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Roots and Branches. Genealogy Club of Montgomery County IN Corp.

April 2006 VVolume 3 Issue 2 Roots and Branches Genealogy Club of Montgomery County IN Corp. James Wills, Editor Notice of Meetings May 9th June 13th July 11th After Hours April 28 th July 28th Membership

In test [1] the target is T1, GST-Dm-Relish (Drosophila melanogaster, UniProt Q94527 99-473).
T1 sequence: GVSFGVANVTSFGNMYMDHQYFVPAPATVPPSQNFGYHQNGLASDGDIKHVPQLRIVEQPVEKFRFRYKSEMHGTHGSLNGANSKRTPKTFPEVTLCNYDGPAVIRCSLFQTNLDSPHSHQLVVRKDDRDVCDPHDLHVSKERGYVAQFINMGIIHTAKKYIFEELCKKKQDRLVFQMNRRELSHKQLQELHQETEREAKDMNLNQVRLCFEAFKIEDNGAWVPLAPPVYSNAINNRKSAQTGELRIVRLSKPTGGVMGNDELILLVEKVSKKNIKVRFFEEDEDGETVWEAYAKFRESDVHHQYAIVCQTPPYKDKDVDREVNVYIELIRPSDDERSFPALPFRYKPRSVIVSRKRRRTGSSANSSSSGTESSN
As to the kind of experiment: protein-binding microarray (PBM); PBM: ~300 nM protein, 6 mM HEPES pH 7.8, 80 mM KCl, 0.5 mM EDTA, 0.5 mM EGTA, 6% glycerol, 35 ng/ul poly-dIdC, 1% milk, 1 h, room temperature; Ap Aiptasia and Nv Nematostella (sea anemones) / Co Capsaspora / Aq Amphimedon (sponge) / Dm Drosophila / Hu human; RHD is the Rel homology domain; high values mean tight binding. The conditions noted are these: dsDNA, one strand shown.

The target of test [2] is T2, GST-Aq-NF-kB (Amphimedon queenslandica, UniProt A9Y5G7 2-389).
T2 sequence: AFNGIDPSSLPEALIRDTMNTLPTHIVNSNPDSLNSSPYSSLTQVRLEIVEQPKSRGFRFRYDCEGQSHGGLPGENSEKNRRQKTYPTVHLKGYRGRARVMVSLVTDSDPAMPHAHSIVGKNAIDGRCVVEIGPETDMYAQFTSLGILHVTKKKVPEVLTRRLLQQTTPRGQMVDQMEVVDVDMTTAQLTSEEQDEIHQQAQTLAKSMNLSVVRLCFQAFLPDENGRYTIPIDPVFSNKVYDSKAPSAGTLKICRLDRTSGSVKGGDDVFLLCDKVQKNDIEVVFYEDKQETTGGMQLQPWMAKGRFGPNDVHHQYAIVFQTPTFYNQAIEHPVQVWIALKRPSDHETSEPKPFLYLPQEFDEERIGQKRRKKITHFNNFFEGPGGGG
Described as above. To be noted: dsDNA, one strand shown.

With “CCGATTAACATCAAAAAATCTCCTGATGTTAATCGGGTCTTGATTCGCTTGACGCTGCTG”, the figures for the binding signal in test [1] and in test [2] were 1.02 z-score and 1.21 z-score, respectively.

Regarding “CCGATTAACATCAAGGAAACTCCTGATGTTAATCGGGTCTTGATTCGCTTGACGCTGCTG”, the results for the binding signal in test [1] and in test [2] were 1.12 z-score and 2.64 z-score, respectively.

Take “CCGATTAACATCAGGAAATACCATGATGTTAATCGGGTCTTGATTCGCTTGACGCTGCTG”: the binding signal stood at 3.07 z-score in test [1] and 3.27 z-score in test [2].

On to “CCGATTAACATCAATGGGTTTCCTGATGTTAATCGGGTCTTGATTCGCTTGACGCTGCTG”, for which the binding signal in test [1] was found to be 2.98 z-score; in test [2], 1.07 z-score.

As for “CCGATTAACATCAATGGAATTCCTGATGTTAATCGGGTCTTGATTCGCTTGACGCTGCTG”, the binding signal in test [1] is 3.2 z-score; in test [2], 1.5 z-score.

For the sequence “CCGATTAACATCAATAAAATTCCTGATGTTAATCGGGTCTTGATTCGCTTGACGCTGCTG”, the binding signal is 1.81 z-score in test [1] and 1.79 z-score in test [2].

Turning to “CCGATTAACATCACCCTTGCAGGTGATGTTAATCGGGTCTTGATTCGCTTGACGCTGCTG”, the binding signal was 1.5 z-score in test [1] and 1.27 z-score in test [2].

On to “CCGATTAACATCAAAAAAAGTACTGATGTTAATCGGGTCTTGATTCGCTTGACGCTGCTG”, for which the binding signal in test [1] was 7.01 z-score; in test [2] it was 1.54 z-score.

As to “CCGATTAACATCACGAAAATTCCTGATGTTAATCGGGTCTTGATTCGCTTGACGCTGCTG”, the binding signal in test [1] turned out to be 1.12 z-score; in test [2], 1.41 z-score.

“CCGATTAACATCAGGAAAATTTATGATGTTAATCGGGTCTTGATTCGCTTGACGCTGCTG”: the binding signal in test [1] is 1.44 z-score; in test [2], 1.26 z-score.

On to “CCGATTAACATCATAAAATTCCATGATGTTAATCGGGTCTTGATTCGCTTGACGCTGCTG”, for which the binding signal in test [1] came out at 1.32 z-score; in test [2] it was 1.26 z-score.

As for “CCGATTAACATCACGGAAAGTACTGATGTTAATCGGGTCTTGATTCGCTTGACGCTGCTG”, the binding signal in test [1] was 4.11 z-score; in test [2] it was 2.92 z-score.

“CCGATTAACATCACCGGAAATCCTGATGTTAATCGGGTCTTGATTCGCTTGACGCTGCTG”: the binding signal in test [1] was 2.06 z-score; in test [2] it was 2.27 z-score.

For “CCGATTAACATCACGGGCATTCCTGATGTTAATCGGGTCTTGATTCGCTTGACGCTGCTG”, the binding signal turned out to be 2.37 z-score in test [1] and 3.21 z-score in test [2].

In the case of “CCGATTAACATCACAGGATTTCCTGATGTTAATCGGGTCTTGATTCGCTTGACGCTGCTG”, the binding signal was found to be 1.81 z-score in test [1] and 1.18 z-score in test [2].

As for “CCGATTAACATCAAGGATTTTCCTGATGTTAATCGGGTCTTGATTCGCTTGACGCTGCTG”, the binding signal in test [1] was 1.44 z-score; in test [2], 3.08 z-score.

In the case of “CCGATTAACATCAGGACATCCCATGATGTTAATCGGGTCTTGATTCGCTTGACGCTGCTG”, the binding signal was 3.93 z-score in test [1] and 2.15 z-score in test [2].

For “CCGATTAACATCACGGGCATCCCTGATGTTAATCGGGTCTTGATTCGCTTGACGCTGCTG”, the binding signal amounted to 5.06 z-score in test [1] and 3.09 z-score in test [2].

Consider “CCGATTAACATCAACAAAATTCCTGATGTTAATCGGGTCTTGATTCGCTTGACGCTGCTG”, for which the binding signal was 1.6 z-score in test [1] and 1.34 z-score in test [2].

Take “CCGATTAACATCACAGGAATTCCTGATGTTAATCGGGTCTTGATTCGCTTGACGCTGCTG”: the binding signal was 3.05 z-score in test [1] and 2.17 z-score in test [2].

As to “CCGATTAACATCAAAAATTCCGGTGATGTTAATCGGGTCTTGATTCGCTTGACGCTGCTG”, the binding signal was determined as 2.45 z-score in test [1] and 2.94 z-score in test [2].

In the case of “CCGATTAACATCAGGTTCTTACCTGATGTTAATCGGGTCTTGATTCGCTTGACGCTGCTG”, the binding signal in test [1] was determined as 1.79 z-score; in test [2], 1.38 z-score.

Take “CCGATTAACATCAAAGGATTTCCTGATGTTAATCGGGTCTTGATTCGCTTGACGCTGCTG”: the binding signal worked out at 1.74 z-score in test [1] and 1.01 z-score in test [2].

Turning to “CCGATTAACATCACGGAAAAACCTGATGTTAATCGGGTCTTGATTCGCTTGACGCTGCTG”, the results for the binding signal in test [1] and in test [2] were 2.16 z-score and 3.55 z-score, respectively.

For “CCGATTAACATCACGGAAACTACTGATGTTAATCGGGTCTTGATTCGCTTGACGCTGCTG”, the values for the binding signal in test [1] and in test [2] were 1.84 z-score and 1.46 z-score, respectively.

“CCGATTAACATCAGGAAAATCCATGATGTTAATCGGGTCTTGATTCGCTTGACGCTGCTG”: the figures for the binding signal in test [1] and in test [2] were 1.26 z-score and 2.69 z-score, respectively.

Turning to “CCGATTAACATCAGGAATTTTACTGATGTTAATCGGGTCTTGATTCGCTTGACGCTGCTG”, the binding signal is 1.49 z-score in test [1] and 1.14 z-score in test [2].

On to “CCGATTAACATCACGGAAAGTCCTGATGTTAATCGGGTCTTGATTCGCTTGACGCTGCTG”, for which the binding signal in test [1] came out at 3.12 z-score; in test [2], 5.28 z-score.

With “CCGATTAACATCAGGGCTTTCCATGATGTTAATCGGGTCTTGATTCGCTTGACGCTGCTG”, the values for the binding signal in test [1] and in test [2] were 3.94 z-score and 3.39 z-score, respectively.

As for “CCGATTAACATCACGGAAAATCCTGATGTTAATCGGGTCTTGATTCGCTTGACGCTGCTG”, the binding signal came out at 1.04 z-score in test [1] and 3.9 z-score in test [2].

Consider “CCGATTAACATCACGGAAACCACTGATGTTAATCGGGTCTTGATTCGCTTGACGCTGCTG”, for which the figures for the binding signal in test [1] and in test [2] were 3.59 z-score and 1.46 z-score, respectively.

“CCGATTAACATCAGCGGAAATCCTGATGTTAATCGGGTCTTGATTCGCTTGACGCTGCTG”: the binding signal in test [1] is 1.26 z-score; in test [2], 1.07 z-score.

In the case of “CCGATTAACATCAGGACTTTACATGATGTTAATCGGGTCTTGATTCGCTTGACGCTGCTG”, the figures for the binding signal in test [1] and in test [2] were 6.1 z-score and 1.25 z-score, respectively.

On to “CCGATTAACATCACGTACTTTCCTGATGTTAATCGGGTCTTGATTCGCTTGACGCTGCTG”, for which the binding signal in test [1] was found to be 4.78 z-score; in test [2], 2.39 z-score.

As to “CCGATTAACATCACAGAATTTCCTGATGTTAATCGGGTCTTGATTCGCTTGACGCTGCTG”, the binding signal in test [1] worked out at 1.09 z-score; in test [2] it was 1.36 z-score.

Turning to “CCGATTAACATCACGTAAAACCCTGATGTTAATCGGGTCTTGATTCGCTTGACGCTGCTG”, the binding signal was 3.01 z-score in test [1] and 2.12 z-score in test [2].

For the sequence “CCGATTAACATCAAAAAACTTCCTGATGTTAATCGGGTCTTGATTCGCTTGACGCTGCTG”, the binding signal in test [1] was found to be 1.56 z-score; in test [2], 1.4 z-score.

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April 2006 VVolume 3 Issue 2 Roots and Branches Genealogy Club of Montgomery County IN Corp. James Wills, Editor Notice of Meetings May 9th June 13th July 11th After Hours April 28 th July 28th Membership Update Institutional 1 Individual 34 Family 8 Honorary 1 Correction: Joan Griffis Not Judy Griffis Donation to Library Sorry for the miss information Upcoming Programs Scrapping Your Family Tales program by Karen Zach pertaining to scrap booking. Everyone is suppose to bring a copy of picture or photocopy for this program. May 9th, 2006 Annotated Genealogy bring History to Life 500 Questions & Activities author: Phyllis Hornback Myers and son, Len Myers, Jr. will be giving a free genealogy workshop. June 13th, Pvt Bratton The Civilian by Ester Duncan at our Annual Meeting. October 10th, 2006 Something New for Local History Patrons Love to use Heritage Quest at the Library well now via the Internet we can now access it from home as long as you have a library card. Go to the Crawfordsville Public Library, then go to new Now go to local history department with a place to click on for Heritage Quest then put your barcode from the back of your Library card. Inside this issue: American Revolutionary War Soldiers Civil War Soldiers 3 Soldier s Letter 4 Soldier s Letter, continued 5 Poem 6 Pioneer Days 7 2 Private William Bratton Mr. Rob Durrett of Crawfordsville, IN. gave a presentation on March 14th, 2006, for the Genealogy Club of Montgomery Co., IN. at the Crawfordsville District Public Library. He has participated in 11 trips during the reenactment of the Lewis and Clark expedition. He joined the trip at St. Charles, MO. In October 2002 through November He will be going on 4 more trips this year. He gives his presentations in full costume like the clothing worn on the expedition. Private William Bratton was a great asset to the expedition he was 6 foot tall and stocky and could survive in the out of doors. He was an accomplished Gunsmith and Blacksmith, he was described as a reserved man of strict moral principals. Private Bratton was among the frontiersmen referred to as The Nine Young Men from Kentucky. He was paid $ and received a land grant for his three years service with Lewis and Clark Expedition. He also served in the War of He and his wife Polly, raised 8 sons and 2 daughters. He is buried in the old Pioneer Cemetery, east of Waynetown, IN. Montgomery County. Submitted by Pat Wills Page 2 Roots and Branches Officers and Committees. Executive: President: Vice President: Secretary: Treasurer: Membership: Reporter: Activities Director: Newsletter Editor: Committees James Wills Dian Moore Patricia Wills Kim Hancock Dian Moore Dian Moore Dellie Craig James Wills Activities: Chairperson: Dellie Craig Archie Krout, Ruth Evans, Sam Evans, Mary Mills, Sharon Howell, Raymond Snellenbarger Finance: Chairperson: Kim Hancock Alberta Krout, Raymond Snellenbarger Membership: Chairperson: Dian Moore James Wills, Robert Smith American Revolutionary War Soldiers Buried in Montgomery Co. IN. - By Pat Wills Recently, after a visit with a friend, she loaned us a cookbook with her family s history. After reading it, obtained her permission to use it in adding to what I knew about Alexander Foster. He was a direct ancestor of 3 separate lines of the Servies families. At the age of 17 he immigrated to America, shortly after his arrival he enlisted in the Revolutionary War. He then made his way to Hanover Township, Lancaster County, Pennsylvania. He married his first wife in Pennsylvania. Her Name is unknown. They had 5 children. After her death, Alexander then married in 1795, Sarah Campbell. They had 6 children in Shelby county, Kentucky. In 1828 the family moved to Montgomery county, Indiana, lived near Browns Valley. ALEXANDER FOSTER Born: Dongeal Co., Ireland. Service: Volunteer under Capt. George Dreaf s Co. fought in battle of Flatbush, Eastchester, Westchester, Rocky Hill, White Plain and Brandywine Died: June 26, 1843, 83 years old. Buried: Indian Creek Hill Cemetery, near New Market, In., St. Rd. 47 S. Proof: Montgomery Co., In., cemeterys (Blue Book) Vol. 4, PP39 Pension No#S Census listed as Pensioner, PP197 Pa. Archives Series 5, Vol. 4, PP229 Soldiers and Patriots buried in Indiana, by O Byrne PP148 Familys: By #1 Wife: Sarah (Casper), Mary (Hollman), William, Ann (Trailkill), Elizabeth By #2 Wife Sarah Campbell: George, Hannah (Smith), Sallie (Ramsey), Robert, Martha (Hindman), Rebecca (Jones), and Phoebe (Jones) Now direct line to my friend Doris Hendricks. Alexander Foster Married Sarah Campbell 1. Their daughter, Phoebe married John Jones 2. Their daughter, Nancy Campbell married Wm Thomas Servies 3. Their son, John Anderson Servies married Mary Catherine Peters 4. Their son, John Riley Servies married Mamie E. Stout. They had 10 children: Edward, Ollie, Frances (Lane), Mary Pauline (Grantham), Leslie, Doris (Hendricks, John Jr., Gordon, Lee Roy, Dorothy. Also another Ancestor was Stephen Foster, the Songwriter. Public Information: Chairperson: Joyce Bever Dian Moore, Jim Wills, Dellie Craig Nominating: Chairman: Raymond Snellenbarger Contact information for newsletter submissions Newsletter Editor, James Wills 4757 N 360 E Crawfordsville, IN (765) Volume 3 Issue 2 Page 3 Civil War Soldiers the quest to know who they are By Kim Hancock scottsville ky nov it is with pleasure Dear wife I now take my pen in hand to inform you that I am well at present and hope when this comes to your hand it will find you all well well I got a letter from daed Nov the 19 and was very glad to hear that you was all well well I want you to write and let me know how your stalk is doing and how your arm is turning out and if you have any of it gathered or not and that corn at Sk diggers I want it pulled as I dont get any of the pasture well I want you to write and let me know what you have done with the hogs and if you have sold them or not and if you have fattened and sold them or sold them before fattening or not well I am still cooking for the sergants fat and they all call the old woman well it would have made you laugh to have seen me on our last march a running after an old cock I think he was one that was in the ark with noah for he had spurs 3 or 4 inches long well that was not all the fun for when we got into camp I dressed and cooked him and broke up some crackers and had a fine mess of soup well you wrote elisa and tommy getting new boots and pappa says Tommy and roseila must have a new pair of shoes well we dont get up stich neck socks hole through there was four of us went out one knight and fell five stand of bees well I went out the other morning and took in a hog and rapped it up in a sack and brought it into Camp well I wake a many a knight and think of the hardships you have to pass through well I am many miles from home through that dont keep me from thinking about home Well I will have to bring my letter to a close so write soon and often Wm G keys To Esther keys ATTENTION: If you have a red dot on your mailing label this is the last issue you will receive before renewing your membership. Page 4 Roots and Branches Soldiers Letters Soldiers wrote many letters during the war and we are lucky that so many of them have been preserved. When we read those letters, we can get an idea of what the soldiers were like and what they thought of while they were away from home. Letter writing was the main form of communication with loved ones at home and letter writing helped to relieve boredom. Almost all soldiers begged for their parents, friends, wives and sweethearts to write back right away as there were few pleasures greater than receiving mail from home.civil War soldiers missed many of the special things they took for granted while at home, especially home cooked food. Families packed boxes with a soldier's favorite food like pies and cakes that he could not get while in the army and it was a special day when such a package from home arrived in camp, as you will read later in our series of letter's written home by William G. Keys To write their letters home, soldiers purchased paper, envelopes, ink and pens from sutlers. Stationary makers printed many styles of patriotic stationary and envelopes with engravings of camp scenes or political humor and these were quite popular among soldiers. Envelopes, also known as covers , with elaborate printed patriotic scenes or political statements were some of the most popular to use. Some enterprising businessmen manufactured envelopes for specific regiments serving in the army. Here is an example of one of the covers sent home. The Union Army had a post office near forts and camps, and a mail service that followed the armies for the men could purchase stamps and mail their letters. Later in the war, organizations such as the U.S. Christian Commission and U.S. Sanitary Commission gave out paper and envelopes to Union soldiers free of charge. In 1864, the U.S. Mail Service announced that Union soldiers could send their letters home for free as long as they wrote Soldier's Letter on the outside of the envelope. Confederate soldiers never had such a luxury. Shortages of paper, stamps, and even writing utensils in the South became acute as the war progressed and it was often left up to the soldiers to find writing paper, including stationary taken from Union prisoners. Almost every soldier in service made an effort to write letters home to describe their experiences, give their opinions on local matters and politics, and to assure their families not to worry. But not all soldiers could write Volume 3 Issue 2 Page 5 Soldier s Letters, Continued very well or spell words properly. Rural education in America was not like it is today and most Civil War soldiers only had an education up to the fourth grade level. Poor education led to many words being mispelled or sentences left incomplete. Many young men from rural areas had never attended school and could neither read nor write so they asked comrades to write letters for them, as did William G. Keys, but later we will find that in fact William could write as his last letter home was written in his own hand. It had come to our attention that he could indeed write, probably took him qite awhile so he had his comrades write for him, here is an example of one of those letter's written by one of his comrades. As you can see this is an excellent example of the humor of William G. Keys, and it is one that was written on stationary. Soldiers sometimes spelled words as they heard them- knight for night, daedl for dad. Here is a copy of a letter written by William G. Keys, a Union soldier from the 72nd Infantry, Regiment, Indiana with some misspellings: Page 6 Roots and Branches A POEM FOR GENEALOGESTS Submitted by Mr. Steig Alas my elusive kinsman, you've led me quite a chase I thought I d found your courthouse, but the Yankees burned the place. You always kept your bags packed, although you had no fame and just for the hell of it twice you changed your name. You never owed any man or at least I found no bills. Inspite of eleven offsprings, you never left a will. They say our name s from Europe, came stateside on a ship Either they lost the passenger list, or granddad gave them the slip. I m the only one that s looking, another searcher I can t find I play maybe that s his father s name, as I go out of my mind. You first married a Smith, and just to set the tone The other four were Sarahs and everyone a Jones You cost me two fortunes, one of which I did not have My wife, my house, and Fido, God how I miss that Golden Lab. But somewhere you slipped up, Ole Boy, somewhere you left a track And if I don t find you this year, well, next year I ll be back. Original Poem by Wayne Hand, 1999 Volume 3 Issue 2 Page 7 Pioneer Days in Middle Township Originally From Danville, IN Paper; Submitted by Mr. Nelson Wilson Some months ago, among papers left by the late Samuel Hill was found the following article. Prepared b y him and read at a Fourth of July celebration in 1876 when Pittsboro o served the one hundredth anniversary of the signing of the Declaration of Independence. This year, when the celebration of Indiana s centennial as a state is so general. It is timely to reproduce Uncle Sammy s paper as follows: I came here July 9, At the time of my arrival there was scarcely a stick amiss in this township. Here and there were visible traces of the Indians. Near where I now reside was the stump of a large oak tree supposed to have been cut by the Indians. It bore the marks of age and showed to have been felled in a different manner form the way the early settlers of this township tackled the forest. or rather the wilds. Coming from the Sedge fields of North Carolina, as I did. Perhaps made the dense forest look more savage than it really was. On arrival here, I found only seven or eight families in the township, named, Adam, Aaron and Abraham Spicklemire (which from their Scriptural names gave me evidence of civilization). Joshua Kennedy, Franklin Barber, Benjamin Davis and Hiram Huddleston,. Kennedy and Huddleston are the only two now living out of that number. At this date there was but one road through the township. That was the Indianapolis and Crawfordsville dirt (or rather mud) road. In the fall of 1835 or 36, Simon F. Hadley and William Matlock (better known as Big Bill) laid out the town of Pittsboro. By this time we began to feel and be quite a people and had a county road opened from Danville to Pittsboro. As yet we had nothing but log houses to live in, there being no saw mill in the township. Churches and school houses were unknown at this date. However we had preaching and began to educate our children. The first sermon I ever listened to in the township was preached by old father Rammell in a log cabin on the Franklin Barber place, and the second was preached by Benjamin Harris at Adam Spicklemire s house. From this date we had occasional sermons throughout the township by Uncle Tommie Lockhart and others, said sermons delivered at the different log cabins in which we resided, there being no churches yet in the township. The first school taught in the township was by Alfred Lineberry in a log cabin which stood on the farm where I now live. I hired him myself unbeknown to any one and agreed to pay him ten dollars per month and board him. This was in the fall of I then got up an enrollment of fifteen scholars which was all that lived in reach of the cabin. The next year we built a log cabin a little more in the center of the settlement and employed Lineberry for six months. In that cabin is where all the older children of the township, together with Dr. Wm. Hoadley got there first schooling. The seats were split logs with the flat sides up, one log left out of the side for a window, with greased paper pasted over the vacant place, clapboard roof, mud and stack chimney with a door hung on wooden hinges. Our next teachers were Eldred Huff, Baalam Wells, Frankie Keath, Job Davis and John Scearce. By this time we had advanced in civilization and improvements enough to have a saw mill in the township. Then of course we began to get tony and erect buildings out of lumber. We now have eight school houses in the township. Two of them are brick and I understand that two more are to be rebuilt with brick this year. The first church building in the township was built by the Baptist organization near the stream of Little White Lick, I think about the year of The next was built by the Methodists soon after. We now have five churches, three Christian, one Methodist and one Baptist. On until 1840 or 42 our nearest postoffice was Danville, about eight miles from the center of the township. We had no market nearer than Indianapolis and frequently wagoned over wheat to Lafayette and Lawrenceburg, used to tug though the soap factory to Lafayette after our salt in the fall of the year and buy the boys their seal skin caps. We now have a good market at home for all our supplies. We have a splendid railroad though the township with a survey for another. It the town of Pittsboro we have four general stores, two drug and grocery stores, two blacksmith and wagon shops, one grist mill, one stave factory and one saw mill, one tile factory with three more in the township, one livery stables, three doctors or medicine and three of low. We number about 2,000 in the township and 76 families in the town of Pittsboro. Total Population of the town, 310. We have about 19,000 acres of land in the township, 11,500 of which are in cultivation and the balance mostly pasture land, all enclosed except about 80 acres. During the 42 years of my life in Middle township there has been some very radical changes, both as to the county and the people. At times starvation would stare us in the face but by the grace of God, some of us have been spared to celebrate the centennial Fourth of July with much brighter prospects in the future than when we first settled this county. Genealogy Club of Montgomery County IN Corp. 222 S. Washington St. Crawfordsville, IN Phone: Membership application for: Genealogy Club of Montgomery County IN Corp New Individual Family Institutional Business Amount enclosed $ $10/yr $25/yr $15/yr $50/yr Name Address City State Zip Phone Family/Families you are researching: Skills/Experience Assessment Genealogical records used: Genealogical resources used: Genealogical computer programs used: Mail Application to: Genealogy Club of Montgomery County Indiana Corp., 222 S. Washington St., Crawfordsville, IN 47933